Gallery: San Francisco’s Greenest Office Building Tops Off!

The start-then-stop history of the project turned out to be a blessing in disguise. The building was originally designed to be a typical office next to city hall, however after the first halt in construction Mayor Gavin Newsom asked for a greener project.

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  1. gphelan June 27, 2012 at 9:16 pm

    I’d just like to inject my two cents about Tipping Mar’s contributions to the project’s sustainability features, which includes resilience–a very important factor in a project’s longevity and service potential–and green concrete mixes, to dramatically lower GHG emissions. As the seismic consultant to SFPUC, Tipping Mar implemented our extremely cost-effective innovative post-tensioned lateral system that returns a building to plumb after a seismic event–this means no permanent deformations after a very large earthquake, the kind that render a building uninhabitable until it is repaired, often to the tune of millions of dollars. In addition, our design solution (1) added a thirteenth story to an originally 12-story building owing to lowered floor-to-ceiling heights (equating to higher density, not to mention greater usable real estate); (2) trimmed the construction schedule owing to our optimized link-beam design that, in conjunction with our PT lateral system, reduced steel reinforcement by 50 percent; (3) saved the project $10 million in direct costs; and (4) decreased the project’s carbon footprint by 7.4 million pounds of carbon dioxide emissions, owing to Tipping Mar’s work with Central Concrete to design six different low-concrete specs used throughout the building.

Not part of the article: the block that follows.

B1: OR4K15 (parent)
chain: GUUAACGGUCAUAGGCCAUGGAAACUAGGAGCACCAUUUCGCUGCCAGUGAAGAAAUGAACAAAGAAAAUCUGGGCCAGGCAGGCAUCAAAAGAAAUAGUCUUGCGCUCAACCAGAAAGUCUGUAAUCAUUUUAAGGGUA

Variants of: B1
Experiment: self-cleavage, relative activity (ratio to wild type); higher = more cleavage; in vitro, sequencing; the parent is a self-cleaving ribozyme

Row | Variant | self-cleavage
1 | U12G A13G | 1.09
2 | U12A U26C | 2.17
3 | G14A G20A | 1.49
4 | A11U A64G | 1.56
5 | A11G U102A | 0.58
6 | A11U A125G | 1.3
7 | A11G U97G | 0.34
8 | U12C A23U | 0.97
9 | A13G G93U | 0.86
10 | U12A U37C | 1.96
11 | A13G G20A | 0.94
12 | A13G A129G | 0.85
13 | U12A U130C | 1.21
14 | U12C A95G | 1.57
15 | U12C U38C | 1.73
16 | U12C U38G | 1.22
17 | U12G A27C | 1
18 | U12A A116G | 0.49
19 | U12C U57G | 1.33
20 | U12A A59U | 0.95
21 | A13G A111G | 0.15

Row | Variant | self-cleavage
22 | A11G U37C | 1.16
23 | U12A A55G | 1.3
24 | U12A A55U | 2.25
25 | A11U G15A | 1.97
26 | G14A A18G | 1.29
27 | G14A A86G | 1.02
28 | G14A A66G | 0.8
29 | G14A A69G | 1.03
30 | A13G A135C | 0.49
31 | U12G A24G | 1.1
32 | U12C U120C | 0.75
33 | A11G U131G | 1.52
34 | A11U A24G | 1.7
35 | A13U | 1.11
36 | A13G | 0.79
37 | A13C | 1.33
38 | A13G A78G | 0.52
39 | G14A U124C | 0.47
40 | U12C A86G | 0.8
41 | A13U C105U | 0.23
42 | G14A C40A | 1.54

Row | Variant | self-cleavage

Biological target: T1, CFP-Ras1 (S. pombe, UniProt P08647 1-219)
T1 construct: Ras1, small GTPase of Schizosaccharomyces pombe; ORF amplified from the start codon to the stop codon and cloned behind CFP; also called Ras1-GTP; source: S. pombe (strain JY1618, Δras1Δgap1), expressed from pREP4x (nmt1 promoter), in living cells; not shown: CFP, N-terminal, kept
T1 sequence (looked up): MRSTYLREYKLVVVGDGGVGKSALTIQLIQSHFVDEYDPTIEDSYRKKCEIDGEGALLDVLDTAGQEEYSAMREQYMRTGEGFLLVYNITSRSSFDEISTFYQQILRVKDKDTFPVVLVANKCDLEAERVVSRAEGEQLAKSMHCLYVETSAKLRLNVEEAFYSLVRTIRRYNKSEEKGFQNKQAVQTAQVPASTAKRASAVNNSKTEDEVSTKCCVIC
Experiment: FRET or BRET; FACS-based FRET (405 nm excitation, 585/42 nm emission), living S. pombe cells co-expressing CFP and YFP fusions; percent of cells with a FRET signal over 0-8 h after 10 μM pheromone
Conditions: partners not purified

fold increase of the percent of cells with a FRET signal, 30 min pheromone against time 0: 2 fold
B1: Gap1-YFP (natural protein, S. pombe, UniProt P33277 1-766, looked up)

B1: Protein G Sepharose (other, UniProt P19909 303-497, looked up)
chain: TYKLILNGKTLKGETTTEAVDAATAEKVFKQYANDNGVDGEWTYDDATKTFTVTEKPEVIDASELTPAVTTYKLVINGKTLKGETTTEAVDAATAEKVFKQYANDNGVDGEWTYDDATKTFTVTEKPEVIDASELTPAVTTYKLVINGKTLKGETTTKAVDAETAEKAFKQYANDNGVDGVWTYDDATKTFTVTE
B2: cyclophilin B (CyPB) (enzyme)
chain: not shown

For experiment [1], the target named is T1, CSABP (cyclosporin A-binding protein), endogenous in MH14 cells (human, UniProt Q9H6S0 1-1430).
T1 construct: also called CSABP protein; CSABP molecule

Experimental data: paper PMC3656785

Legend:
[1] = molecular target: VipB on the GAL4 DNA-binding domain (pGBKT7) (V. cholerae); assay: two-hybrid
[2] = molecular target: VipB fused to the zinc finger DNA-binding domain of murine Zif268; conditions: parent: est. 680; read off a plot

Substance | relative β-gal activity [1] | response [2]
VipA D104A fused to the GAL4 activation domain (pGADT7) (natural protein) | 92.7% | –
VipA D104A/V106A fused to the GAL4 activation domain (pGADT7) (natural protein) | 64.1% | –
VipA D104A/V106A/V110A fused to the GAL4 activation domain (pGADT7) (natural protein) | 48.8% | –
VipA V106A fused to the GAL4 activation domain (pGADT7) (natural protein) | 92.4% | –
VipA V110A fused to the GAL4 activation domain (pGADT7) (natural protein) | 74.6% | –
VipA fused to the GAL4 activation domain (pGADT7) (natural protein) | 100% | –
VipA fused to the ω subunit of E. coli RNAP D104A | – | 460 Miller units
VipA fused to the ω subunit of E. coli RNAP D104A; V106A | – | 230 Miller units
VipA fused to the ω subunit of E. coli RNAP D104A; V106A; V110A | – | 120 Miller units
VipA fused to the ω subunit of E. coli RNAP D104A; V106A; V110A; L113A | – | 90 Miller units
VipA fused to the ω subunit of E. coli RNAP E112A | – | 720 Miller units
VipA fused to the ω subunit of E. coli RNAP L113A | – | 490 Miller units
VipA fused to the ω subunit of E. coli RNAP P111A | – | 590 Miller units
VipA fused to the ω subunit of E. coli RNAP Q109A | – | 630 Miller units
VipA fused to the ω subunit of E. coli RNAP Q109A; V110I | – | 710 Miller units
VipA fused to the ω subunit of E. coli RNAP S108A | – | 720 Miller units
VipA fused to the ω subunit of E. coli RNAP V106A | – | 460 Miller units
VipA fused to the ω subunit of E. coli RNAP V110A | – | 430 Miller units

For in-depth information, read Engineering News Record’s cover feature on Tipping Mar and SFPUC:

  2. suzettewr July 27, 2011 at 5:08 pm

    Check out some existing buildings that are cutting energy. Today, the U.S. Environmental Protection Agency’s (EPA) ENERGY STAR program marked the midpoint of its 2011 National Building Competition: Battle of the Buildings. In the first six months of the competition alone, the competitors together have saved more than $3.7 million on utility bills and prevented 18,500 metric tons of CO2 emissions – that’s equal to the electricity used by 2,300 homes annually.

    Teams from 245 buildings around the country are going head-to-head in this year’s ENERGY STAR National Building Competition to see who can reduce their energy use the most. The building with the largest percentage reduction in energy use, adjusted for weather and the size of the building, will be recognized as the winner in November.

    Today EPA announced the Top Contenders for each of twelve building categories, including Boston’s Colonnade Hotel, the First Unitarian Society of Minneapolis, Office Depot in Plano, Texas, and a parking garage at the University of Central Florida.

    There’s a lot we can all do in our own workplaces, as well. Actor John Corbett, the 2011 ENERGY STAR National Building Competition spokesperson, offers some tips in a new video posted today on the ENERGY STAR site

    ENERGY STAR was started by EPA in 1992 as a market-based partnership to reduce greenhouse gas emissions through energy efficiency. Today, the ENERGY STAR label can be found on commercial and industrial buildings as well as new homes and more than 60 different kinds of products that meet strict energy-efficiency specifications set by EPA. Last year alone, Americans, with the help of ENERGY STAR, saved about $18 billion on their energy bills while preventing greenhouse gas emissions equivalent to the annual emissions of 33 million vehicles.

    For a list of National Building Competition Top Contenders and complete midpoint results for all competitors:

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